Poaching doesn’t just come in the form of shooting an animal or chopping it up, the use of snares is also a tool used to kill, wound or weaken an animal. Lately there has been a heavy increase to snares in the Kruger Park, especially in the Western area of the park. Unfortunately, the snare issue hasn’t received attention since 2008 and because it has been left in the shadow, the problem has increased to a serious issue, as preventing Rhino Poaching was the main focus.
Recently there has been an increased demand for bush meat. Before, snares were used by single individuals to supplement their food needs, but recently it’s possible to find more than a hundred snares at any given time. Recently an astounding 200 snares had been found in a small area, after they were removed, it was found that the snares had been replaced by new ones upon revisiting the area.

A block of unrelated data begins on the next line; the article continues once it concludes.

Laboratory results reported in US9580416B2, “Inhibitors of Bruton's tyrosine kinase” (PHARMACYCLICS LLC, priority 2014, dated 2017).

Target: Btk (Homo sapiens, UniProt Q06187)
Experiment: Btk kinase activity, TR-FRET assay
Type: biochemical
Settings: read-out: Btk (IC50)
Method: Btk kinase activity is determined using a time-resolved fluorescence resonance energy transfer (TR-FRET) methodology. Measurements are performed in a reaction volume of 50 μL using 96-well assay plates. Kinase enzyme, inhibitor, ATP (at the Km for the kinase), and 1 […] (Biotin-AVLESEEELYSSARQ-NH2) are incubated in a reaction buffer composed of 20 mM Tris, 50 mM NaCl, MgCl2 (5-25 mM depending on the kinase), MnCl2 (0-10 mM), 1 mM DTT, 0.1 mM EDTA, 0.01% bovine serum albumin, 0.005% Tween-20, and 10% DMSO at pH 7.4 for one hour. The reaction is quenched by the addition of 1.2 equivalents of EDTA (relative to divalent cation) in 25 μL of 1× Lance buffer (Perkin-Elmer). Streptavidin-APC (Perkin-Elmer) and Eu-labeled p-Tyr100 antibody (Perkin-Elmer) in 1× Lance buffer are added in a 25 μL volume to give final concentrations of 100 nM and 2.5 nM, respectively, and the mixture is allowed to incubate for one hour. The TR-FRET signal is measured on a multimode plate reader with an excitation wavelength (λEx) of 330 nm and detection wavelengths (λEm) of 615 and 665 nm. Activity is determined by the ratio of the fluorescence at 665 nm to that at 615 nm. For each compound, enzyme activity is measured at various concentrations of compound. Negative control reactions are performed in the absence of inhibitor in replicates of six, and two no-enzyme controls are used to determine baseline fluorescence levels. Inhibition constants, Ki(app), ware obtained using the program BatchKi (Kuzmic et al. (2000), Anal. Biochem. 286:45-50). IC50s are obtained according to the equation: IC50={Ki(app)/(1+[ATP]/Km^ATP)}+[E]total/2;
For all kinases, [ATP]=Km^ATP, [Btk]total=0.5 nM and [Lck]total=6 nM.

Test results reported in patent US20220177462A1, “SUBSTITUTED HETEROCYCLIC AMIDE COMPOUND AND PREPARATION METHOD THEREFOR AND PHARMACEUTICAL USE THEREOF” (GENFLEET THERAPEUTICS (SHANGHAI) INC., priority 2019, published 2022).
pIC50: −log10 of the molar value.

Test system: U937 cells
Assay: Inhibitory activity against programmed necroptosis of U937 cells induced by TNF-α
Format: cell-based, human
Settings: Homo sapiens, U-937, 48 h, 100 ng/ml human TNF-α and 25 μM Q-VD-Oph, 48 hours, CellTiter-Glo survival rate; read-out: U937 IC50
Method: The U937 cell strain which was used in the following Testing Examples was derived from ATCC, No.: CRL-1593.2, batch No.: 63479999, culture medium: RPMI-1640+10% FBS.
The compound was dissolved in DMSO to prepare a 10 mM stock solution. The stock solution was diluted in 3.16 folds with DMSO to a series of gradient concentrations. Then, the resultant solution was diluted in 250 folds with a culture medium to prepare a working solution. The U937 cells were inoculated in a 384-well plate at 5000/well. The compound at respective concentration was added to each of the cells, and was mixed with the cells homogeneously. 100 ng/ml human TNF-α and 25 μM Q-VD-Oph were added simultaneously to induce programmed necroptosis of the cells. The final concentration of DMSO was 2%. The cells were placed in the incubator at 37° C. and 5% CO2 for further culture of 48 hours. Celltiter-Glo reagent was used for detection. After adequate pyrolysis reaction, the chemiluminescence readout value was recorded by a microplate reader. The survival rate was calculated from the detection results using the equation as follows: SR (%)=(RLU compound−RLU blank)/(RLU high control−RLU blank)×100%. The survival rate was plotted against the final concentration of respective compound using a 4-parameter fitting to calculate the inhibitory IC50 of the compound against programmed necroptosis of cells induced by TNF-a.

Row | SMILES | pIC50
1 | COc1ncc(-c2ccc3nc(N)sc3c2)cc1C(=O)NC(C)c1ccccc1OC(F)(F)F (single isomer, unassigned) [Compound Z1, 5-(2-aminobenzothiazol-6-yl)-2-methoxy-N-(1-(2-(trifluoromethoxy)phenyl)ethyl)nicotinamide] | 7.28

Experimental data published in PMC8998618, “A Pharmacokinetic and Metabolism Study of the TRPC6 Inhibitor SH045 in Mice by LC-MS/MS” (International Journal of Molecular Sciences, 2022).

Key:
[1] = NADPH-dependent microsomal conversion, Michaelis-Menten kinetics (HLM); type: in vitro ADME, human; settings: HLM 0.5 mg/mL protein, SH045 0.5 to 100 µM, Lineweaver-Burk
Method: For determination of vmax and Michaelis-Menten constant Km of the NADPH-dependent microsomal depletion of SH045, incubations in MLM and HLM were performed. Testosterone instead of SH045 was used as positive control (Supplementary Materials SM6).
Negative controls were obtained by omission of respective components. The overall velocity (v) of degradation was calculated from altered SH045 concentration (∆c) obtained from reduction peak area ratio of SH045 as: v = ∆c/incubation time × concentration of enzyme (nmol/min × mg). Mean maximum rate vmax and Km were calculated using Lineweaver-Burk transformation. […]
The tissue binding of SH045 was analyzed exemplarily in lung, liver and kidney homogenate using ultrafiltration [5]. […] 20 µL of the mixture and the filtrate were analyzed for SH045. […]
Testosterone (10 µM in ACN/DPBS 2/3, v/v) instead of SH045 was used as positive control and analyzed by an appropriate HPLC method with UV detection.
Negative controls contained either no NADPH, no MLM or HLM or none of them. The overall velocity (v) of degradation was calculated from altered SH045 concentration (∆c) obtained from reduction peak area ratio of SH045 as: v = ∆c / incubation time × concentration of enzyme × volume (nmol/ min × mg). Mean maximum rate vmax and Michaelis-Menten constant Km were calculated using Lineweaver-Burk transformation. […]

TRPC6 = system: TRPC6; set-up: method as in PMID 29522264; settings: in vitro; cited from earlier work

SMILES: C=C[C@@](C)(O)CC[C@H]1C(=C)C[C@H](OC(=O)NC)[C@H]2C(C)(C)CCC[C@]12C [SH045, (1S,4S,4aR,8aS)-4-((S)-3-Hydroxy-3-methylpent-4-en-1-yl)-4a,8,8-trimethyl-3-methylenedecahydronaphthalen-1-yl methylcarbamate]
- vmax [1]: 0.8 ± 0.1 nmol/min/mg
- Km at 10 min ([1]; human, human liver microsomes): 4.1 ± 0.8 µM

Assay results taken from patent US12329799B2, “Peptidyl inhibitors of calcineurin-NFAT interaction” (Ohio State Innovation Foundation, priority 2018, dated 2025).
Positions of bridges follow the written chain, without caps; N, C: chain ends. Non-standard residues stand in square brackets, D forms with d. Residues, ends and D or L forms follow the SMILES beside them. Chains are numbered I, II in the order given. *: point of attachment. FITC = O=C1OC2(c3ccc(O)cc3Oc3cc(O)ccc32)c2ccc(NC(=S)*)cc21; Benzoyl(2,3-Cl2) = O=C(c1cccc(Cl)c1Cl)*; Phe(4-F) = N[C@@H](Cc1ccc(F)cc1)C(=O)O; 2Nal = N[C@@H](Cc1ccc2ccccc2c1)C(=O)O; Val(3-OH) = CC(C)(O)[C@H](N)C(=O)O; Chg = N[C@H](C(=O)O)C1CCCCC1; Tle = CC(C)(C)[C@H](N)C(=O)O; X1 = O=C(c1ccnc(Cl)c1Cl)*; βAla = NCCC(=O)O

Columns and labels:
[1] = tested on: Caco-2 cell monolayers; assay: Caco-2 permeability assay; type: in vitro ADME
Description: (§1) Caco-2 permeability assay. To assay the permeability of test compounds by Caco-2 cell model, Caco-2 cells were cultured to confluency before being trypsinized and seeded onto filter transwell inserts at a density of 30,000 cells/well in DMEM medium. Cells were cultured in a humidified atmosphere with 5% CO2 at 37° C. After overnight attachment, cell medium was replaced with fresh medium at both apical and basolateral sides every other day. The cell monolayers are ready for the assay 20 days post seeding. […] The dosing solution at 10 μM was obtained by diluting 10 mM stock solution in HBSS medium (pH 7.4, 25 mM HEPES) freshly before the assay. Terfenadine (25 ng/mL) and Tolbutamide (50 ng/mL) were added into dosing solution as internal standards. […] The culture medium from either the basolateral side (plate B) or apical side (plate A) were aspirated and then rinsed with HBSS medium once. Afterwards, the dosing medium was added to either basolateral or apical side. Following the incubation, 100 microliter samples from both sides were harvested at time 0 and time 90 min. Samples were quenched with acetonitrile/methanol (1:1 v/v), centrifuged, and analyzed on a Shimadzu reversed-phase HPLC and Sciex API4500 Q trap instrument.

Snares pose a huge risk to animals. There is a case where a buffalo was caught in a snare. The snare dug into the skull and jaw of the buffalo, making it unable to eat or drink. The buffalo suffered for about a year where it got so weak that it was taken down by two lionesses. Later the skull was recovered with the snare still tangled around the head.
Snares are a common but dangerous threat towards the wildlife. Everyday there are pictures posted on the we of animals caught in snares. The worst part of a snare is it doesn’t kill the animal but ties tightly around an animal’s neck or limbs, cutting off circulation, cutting the flesh, making deep wounds, brewing infections or worse.